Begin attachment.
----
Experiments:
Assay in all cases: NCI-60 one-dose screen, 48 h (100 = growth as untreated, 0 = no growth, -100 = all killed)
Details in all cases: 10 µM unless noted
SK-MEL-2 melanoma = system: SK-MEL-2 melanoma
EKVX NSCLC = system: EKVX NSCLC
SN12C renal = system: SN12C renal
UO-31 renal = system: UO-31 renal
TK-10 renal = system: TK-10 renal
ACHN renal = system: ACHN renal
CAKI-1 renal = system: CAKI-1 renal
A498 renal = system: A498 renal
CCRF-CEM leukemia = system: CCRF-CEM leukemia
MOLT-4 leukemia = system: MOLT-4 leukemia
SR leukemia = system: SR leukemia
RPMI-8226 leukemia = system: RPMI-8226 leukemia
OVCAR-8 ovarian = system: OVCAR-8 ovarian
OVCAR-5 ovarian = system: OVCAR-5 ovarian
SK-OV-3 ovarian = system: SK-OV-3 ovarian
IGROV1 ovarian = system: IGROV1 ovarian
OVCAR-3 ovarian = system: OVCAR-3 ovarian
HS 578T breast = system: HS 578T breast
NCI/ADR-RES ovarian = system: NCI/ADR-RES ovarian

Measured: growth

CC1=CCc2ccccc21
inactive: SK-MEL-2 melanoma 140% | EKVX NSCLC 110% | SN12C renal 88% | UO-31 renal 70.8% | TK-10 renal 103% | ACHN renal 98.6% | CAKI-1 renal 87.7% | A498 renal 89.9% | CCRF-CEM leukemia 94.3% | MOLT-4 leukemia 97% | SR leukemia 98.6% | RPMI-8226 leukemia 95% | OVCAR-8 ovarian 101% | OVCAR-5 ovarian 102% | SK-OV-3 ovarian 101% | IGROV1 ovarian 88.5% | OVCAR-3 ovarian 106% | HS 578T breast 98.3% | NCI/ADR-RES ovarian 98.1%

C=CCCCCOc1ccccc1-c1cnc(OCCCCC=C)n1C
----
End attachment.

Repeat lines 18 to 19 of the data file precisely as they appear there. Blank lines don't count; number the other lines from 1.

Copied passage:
SK-OV-3 ovarian = system: SK-OV-3 ovarian
IGROV1 ovarian = system: IGROV1 ovarian